Bill Shankly rarely made mistakes. Yet when a fair-haired, 15-year-old schoolboy arrived at Anfield for a trial, he let a player who later was to turn Liverpool into a double-winning team slip through his fingers.
It was August, 1966. England had just won the World Cup and Shankly was cementing the dynasty that was to make Liverpool one of the most successful sides in British football history.
The youngster played one game, for the B team against Southport Reserves in the Lancashire League. Liverpool won 1-0, but the kid went home and heard nothing.
A few years later when Shankly saw the lad play he was furious, blaming others at the club for the astonishing miss. It was to be 11 years after that trial that the player joined Liverpool, but by then he was an established international and he cost Shankly's successor, Bob Paisley, a British record of £440,000.
The boy was Kenneth Mathieson Dalglish.
Dalglish grew up supporting Glasgow Rangers. Though born in Dalmarnock in the East End of Glasgow on March 4, 1951, he was brought up in the docklands of Govan, just a stone's thow from Ibrox.
He first made his mark at Milton Bank primary school - in goal! But by the time he was capped as an under-15 Scottish Schoolboy he had switched to right-half, scoring twice on his debut in a 4-3 victory over Northern Ireland Schoolboys.
His next schoolboy international appearance was in a 1-1 draw against England. The People newspaper covered the game, singling him out for praise as "a brilliant ball-player."
There was never any doubt that he was going to be a professional footballer. The question was for whom?
He wanted to join his idols at Rangers, but the call never came. He had another trial at West Ham, but that came to nothing, too. And so it was that Dalglish, the Protestant son of an engineer, found himself playing for the Catholic Glasgow Celtic.
His signing, on a provisional contract in July 1967, was not without amusement. Jock Stein, the legendary Celtic manager, had sent his assistant Sean Fallon to see Dalglish and his parents at their home.
Fallon drove there and left his wife Myra and their three children outside in the car while he went in, saying he wouldn't be long. It was three hours before Fallon emerged with Dalglish's signature and his wife was less than pleased. It wasn't just that the kids were hungry and restless after being couped up. It was the couple's wedding anniversary.
Dalglish was farmed out to a Celtic nursery side, Cumbernauld United, and he also worked as an apprentice joiner. By the following year he had turned professional and was a regular member of a Celtic reserve team so good it was known as the Quality Street Gang.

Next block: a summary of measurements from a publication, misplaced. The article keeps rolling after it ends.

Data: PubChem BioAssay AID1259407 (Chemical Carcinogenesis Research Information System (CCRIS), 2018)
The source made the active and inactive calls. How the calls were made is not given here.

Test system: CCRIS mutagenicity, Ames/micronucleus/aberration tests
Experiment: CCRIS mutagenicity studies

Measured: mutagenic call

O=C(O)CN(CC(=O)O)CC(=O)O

It took Dalglish three years to establish himself in the first team. At that time Celtic were not only top dogs in Glasgow, they had become the first British team to win the European Cup, beating the mighty Inter Milan.
Stein took a great interest in the lad, recognising his potentially outstanding talent. Eventually he gave him his chance in a benefit match. The result was Celtic 7 Kilmarnock 2. Nothing unusual about that in Scottish football - except that Dalglish scored six!
But 1971 was also the year that Dalglish witnessed the first of three tragedies which, ultimately, were to leave such a mark that he quit the game. It was the "Old Firm" match at Ibrox. Dalglish was not playing but was at the ground with the Celtic team.
Stairway 13 at the old stadium collapsed and 66 fans were killed.
By 1972-73 Dalglish, now playing up front, was Celtic's leading marksman with a seasonal tally of 41 goals in all competitions. And that Dalglish trademark of shielding the ball with his back to the goal had emerged.
Such was Dalglish's skill at holding on to the ball that, years later, the former Arsenal and Republic of Ireland defender David O'Leary would describe trying to rob him of possession as "impossible."
"He crouches over the ball, legs spread and elbows poking out," said O'Leary. "Whatever angle you come in from, you're liable to find his backside in your face."
Dalglish was made Celtic captain in 1975-76, but it was a miserable year. Stein was badly hurt in a car crash and missed most of the season. Celtic failed to win a trophy for the first time in 12 years.
The next season Stein was back and Celtic did the Cup and League double. Dalglish, however, had made up his mind to leave. Celtic had won the European Cup before he had arrived at the club and Dalglish wanted the chance not just to savour European football, but to be where there was a real chance of success.